Geologists Find ‘Hidden’ Secret Passage in Panama

by Josh Lanier
geologists-find-hidden-secret-passage-panama

The United States spent half a billion dollars and worked for 10 years to build the Panama Canal. But instead of cutting across the central American country, crews should have been digging down. Scientists recently discovered a hidden passageway 60 miles beneath the country that stretches 900 miles. The find could solve some mysteries geologists have noticed in that area.

Scientists announced the discovery in Panama last month. This hidden passageway could explain why Panama has so few active volcanos, Live Science notes. There is a line of volcanos that runs along the west coast of Central America. It’s where two tectonic plates meet, which allows molten lava can push through in those areas. But this doesn’t happen in Panama.

Scientists don’t know why this is or why materials from the Earth’s mantle show up much further away than current science can explain. David Bekaert, lead author of the paper that claimed this discovery, said a 900-mile-long conduit — effectively a tunnel — beneath Panama could be why. He compared ‘mantle wind’ pushing pieces of the Earth’s mantle through that conduit to how a blood vessel moves blood to different parts of the body.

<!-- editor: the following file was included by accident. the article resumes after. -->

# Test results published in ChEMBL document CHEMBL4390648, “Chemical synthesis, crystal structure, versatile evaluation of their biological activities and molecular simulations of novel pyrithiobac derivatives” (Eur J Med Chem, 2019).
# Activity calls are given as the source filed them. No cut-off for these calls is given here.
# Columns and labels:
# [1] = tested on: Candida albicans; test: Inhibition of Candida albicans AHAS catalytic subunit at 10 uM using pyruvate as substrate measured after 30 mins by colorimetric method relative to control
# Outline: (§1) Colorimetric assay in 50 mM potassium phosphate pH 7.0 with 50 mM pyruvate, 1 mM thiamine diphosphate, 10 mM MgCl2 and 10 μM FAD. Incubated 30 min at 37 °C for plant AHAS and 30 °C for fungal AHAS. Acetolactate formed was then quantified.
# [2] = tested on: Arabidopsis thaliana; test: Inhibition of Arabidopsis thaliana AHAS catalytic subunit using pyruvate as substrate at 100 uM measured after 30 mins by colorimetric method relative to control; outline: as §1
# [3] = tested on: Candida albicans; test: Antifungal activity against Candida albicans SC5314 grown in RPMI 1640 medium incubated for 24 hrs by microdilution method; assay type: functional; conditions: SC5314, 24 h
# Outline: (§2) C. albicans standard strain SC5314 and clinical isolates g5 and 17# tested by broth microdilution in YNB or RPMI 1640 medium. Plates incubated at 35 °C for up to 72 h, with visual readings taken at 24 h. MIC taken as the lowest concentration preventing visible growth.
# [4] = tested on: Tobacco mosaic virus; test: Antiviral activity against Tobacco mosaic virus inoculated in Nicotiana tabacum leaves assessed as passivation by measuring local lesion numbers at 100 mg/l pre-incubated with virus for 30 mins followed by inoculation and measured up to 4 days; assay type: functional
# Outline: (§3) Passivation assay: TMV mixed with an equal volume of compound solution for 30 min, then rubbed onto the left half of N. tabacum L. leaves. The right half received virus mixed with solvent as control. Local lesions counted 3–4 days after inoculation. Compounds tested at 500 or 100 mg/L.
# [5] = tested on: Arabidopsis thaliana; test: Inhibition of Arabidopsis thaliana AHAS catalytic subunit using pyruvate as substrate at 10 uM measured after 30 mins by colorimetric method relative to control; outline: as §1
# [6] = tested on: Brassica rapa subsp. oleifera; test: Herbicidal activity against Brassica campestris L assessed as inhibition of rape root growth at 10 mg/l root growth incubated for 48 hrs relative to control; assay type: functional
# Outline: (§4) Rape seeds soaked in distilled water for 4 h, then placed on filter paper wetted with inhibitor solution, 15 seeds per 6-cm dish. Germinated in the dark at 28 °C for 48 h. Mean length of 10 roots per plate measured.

And speaking of recent major underground discoveries.

Scientists Find Secret Pool of Water Beneath Surface of Mars

Mars is a desert wasteland today, but long ago oceans of water covered the surface of the Red Planet. For years, scientists have suspected that there is water still on the planet. But they haven’t found it outside of a few pockets of water at the poles or very deep underground. That is until recently.

Thanks to new technology, scientists say they’ve been able to detect a cache of water on Mars that stretches 15,830 square miles. That’s the size of the Netherlands, reports of the discovery exclaimed. The European Space Agency’s ExoMars orbiter detected the deposit near Candor Chaos, which scientists call the Grand Canyon of Mars.

The find could be critical for plans to colonize Mars as access to water will play an important role in where we decide to build any potential human settlement.

“Even if it’s bounded in minerals, it’s still accessible,” said Colin Wilson, who is a member of the ESA team. “If you were to take some sort of mineral and then put it in an oven on your lander, it’d be quite easy to get a lot of water out of it.”

Tech mogul and Time Magazine’s Man of the Year Elon Musk has long pitched the idea that humans must move to Mars. The SpaceX founder believes climate change and dwindling resources threaten life on this planet.

“If we are able to make life self-sustaining on Mars, we will have passed one of the greatest filters. That then sets us up to become interstellar,” Musk tweeted. “Earth is ~4.5B years old, but life is still not multi-planetary and it is extremely uncertain how much time is left to become so.”

Outsider.com